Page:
Diligent, regular practice is key to success in any physical endeavor.  That means singing too! Shorter more frequent practicing makes all the difference.  It works your muscles, your mind, and builds your stamina.  Its like learning a dance sequence, your muscles have to learn what to do and regularly practicing, even if in small sessions, helps your muscle memory so it becomes natural or easier. 

This is hard to instill as most singers have 1 lesson a week, so the regular work falls on the individual singer.  Discipline is important, but so is the regular support of the choir directors who spend a little time on warmups and vocal technique in rehearsals. A teachers job is to help the student develop a regular practice schedule working a variety of skills.  The more regular practice time spent develops all of the wonderful things you have learned in your lessons. 

 As the old dance adage says, 

"If I don't [dance] for 1 day, I know it.  If I don't [dance] for 2 days, my teacher knows it.  If I don't [dance] for 3 days, everyone knows it."  

Go on, read it again and substitute [sing] for every [dance].  That's it, and repeat!!  So important!

It's also important to challenge yourself in learning something new or stretching your boundaries to grow .  It's not going to be easy or perfect the first time and that's okay.  That's why you do it in a safe, comfortable space:  your lesson and your practice time.  Dancers get it may not be perfect the first time, but if we work on it, we will get there.  We can step briefly out of our comfort zone in practice and work towards being comfortable with that skill to move it into our comfort zone for performance in time.  

This is another thing to learn from teaching our singers with a dancers mentality.   How many times have you heard a dancer say they have 3 different types of dance class this week?  Its what is required by the studio to continue to work on different technical skills and be well rounded.  Yes, singing teachers we should do the same to develop the different technical skills needed to work on the various genres of singing.  The singing world has come a long way in the last 10-20 years in this, but we need to be diligent about helping our students add that to their practice. 

So the long and short of it is, we can teach singers using some elements of a dancer's mentality and watch singing students soar!

By approaching teaching this way, we also start to work on our students Triple Threat of Dancing, Singing and Acting in next week's article. 

Friday, February 4, 2022

How is singing connected to our health? Can it improve your overall health? Can it make you happier?


It has long been said that singing lifts your spirits and that making music improves your mood!  Is this just a saying or is it real?  Can singing actually stimulate physical responses in our bodies that can have significant impacts on our health and well-being? Is this temporary or can it make a lasting difference to you overall well-being?  Life experiences and science tell us yes it is long lasting and yes its real!

What does it mean to be healthy and what does it mean to experience well-being?  How does this affect the singer physically?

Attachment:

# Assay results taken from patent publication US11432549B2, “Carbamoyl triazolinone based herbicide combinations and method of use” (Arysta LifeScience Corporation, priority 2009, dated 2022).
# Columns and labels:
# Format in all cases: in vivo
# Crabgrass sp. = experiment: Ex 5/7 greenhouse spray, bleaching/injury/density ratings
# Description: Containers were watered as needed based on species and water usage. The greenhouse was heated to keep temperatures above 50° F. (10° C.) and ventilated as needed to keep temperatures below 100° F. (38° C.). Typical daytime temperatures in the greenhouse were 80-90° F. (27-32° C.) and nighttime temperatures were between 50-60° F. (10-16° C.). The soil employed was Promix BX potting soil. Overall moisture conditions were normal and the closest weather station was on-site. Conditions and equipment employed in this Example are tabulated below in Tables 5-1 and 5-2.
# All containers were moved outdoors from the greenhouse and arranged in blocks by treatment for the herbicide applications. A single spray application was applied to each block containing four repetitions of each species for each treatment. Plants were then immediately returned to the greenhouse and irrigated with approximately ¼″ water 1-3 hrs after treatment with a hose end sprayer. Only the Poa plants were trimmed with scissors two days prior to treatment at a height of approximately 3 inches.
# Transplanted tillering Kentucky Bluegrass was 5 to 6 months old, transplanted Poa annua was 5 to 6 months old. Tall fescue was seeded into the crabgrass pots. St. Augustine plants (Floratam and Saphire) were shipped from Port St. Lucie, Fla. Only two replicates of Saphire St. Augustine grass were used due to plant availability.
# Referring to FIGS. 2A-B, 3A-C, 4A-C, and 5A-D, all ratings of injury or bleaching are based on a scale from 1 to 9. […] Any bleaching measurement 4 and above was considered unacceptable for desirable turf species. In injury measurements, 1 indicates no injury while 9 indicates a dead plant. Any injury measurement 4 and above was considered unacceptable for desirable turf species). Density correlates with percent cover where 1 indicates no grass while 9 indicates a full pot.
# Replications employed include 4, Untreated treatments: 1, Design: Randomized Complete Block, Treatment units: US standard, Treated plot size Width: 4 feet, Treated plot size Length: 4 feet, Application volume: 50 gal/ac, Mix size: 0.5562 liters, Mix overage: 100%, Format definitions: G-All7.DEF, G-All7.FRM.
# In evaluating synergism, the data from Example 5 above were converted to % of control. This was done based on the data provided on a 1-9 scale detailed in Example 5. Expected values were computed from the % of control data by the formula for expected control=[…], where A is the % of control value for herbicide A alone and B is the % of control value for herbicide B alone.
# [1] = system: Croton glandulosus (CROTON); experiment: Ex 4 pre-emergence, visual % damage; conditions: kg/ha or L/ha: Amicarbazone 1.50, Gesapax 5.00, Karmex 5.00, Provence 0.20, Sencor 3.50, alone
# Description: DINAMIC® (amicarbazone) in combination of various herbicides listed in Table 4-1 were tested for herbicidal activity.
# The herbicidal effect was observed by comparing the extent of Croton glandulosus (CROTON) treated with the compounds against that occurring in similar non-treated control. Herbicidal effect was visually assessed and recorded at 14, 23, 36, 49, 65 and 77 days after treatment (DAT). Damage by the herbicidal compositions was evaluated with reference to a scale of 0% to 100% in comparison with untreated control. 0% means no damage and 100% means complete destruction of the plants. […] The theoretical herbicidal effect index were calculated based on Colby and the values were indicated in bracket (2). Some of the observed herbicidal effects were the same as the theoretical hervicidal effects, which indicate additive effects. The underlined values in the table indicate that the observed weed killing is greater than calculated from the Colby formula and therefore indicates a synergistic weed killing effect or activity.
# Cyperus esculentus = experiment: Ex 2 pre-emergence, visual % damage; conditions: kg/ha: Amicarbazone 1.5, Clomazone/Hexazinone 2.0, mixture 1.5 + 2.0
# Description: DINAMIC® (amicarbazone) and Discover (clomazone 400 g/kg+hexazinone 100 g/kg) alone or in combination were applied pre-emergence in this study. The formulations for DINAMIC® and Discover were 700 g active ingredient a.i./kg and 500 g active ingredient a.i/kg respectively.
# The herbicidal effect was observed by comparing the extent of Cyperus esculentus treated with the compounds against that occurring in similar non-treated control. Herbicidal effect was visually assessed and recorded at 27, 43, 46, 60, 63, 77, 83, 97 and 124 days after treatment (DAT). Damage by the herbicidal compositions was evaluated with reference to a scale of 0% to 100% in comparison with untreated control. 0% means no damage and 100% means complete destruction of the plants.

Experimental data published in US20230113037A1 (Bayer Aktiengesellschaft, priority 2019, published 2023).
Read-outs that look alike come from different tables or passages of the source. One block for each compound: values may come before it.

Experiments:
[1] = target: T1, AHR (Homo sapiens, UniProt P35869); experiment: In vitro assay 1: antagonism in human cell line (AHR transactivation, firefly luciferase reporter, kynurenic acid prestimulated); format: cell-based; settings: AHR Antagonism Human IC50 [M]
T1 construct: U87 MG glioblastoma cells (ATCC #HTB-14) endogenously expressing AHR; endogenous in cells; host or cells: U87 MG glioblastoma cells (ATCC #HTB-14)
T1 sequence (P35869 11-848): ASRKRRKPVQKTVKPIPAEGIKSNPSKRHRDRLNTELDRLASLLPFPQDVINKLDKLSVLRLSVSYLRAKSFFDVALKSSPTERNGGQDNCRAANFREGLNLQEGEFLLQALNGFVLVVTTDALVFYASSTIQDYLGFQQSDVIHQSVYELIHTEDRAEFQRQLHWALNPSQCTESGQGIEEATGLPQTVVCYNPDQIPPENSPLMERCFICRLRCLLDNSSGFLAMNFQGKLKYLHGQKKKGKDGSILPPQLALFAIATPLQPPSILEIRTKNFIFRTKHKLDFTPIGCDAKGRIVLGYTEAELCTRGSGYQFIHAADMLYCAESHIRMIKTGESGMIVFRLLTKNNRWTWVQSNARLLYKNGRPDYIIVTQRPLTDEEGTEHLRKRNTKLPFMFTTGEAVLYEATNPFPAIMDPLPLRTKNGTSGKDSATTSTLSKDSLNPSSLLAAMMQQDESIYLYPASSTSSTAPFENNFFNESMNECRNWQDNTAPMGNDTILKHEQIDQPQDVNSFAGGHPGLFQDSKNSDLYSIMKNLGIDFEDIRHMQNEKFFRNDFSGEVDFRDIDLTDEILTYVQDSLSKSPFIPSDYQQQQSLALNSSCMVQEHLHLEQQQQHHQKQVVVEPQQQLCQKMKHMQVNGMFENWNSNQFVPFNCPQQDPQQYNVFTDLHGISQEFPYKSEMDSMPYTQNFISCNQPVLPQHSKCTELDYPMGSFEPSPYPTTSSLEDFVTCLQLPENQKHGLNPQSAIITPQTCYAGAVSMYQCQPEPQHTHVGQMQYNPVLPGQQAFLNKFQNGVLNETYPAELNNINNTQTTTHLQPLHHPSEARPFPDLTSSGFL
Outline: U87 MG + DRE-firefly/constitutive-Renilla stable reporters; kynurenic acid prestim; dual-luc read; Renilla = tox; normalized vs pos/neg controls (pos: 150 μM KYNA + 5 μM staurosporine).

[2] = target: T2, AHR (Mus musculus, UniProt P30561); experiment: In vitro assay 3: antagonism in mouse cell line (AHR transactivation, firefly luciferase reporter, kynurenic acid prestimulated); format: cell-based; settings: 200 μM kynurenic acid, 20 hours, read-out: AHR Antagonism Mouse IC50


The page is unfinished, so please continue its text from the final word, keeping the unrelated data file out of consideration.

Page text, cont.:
Singing is a physical activity requiring fine motor control, physical stamina, and improves breathing and lung function. Singing requires coordinating breath, posture, and fine motor skills of very small muscles of the vocal folds.  It also regularly challenges the cardiovascular system which in turn lowers the resting heart rate and improves cardiovascular health (Maxfield, Journal of Singing March 2015).  Physically it makes you stronger.

There is a also a positive effect of singing on the immune system and our responses to stress.  Scientifically, singing increase SIgA an antibody that plays a vital role in mucosal immunity or protection to mucous membranes throughout the body.  It has also been associated with positive mood. Another plus.

What are the physical and emotional impacts associated specifically with solo singing?

Singing can be an anxiety inducing endeavor but if the singer copes successfully with that anxiety, the experience can result in positive emotions, relaxation, and a feeling of group fellowship and overall satisfaction with the performance Maxfield, (Journal of Singing, 2015)  So a little stress can have many benefits so long as it doesn't manifest itself in performance anxiety.  Raising the heart rate and getting the butterflies moving are good for us and our well being!

What are the physical effects of singing on our psychological well being?

Singing is said to improve our mood and sense of satisfaction as well as improve our personal growth and sense of purpose in life.  We often feel more energetic and relaxed after singing lessons or singing along with the radio.  Our muscles are more relaxed and our minds in better focus.  Its undeniable through science and our experiences that singing improves your physical and mental health! 

How can singing teachers put some of this information to use with students in lessons?

- Use both moments of just singing for singing's sake and technical challenges in lessons to balance the physical and emotional benefits of singing 

-Challenge students on a regular basis in a safe environment to elevate the stress response that is surmountable with regular Masterclasses and Studio Class in which students perform for eachother, 

- Encourage students how to critically evaluate their own performances and make necessary adjustments in lessons AND after Masterclasses.  Give them time and pause for their evaluation! 

The bottom line is that much developing science confirms that singing IS good for our health both physically and emotionally.  SO...get out there and get singing!

What are steps that can be taken by singing teachers and coaches to maximize health benefits of singing among their students?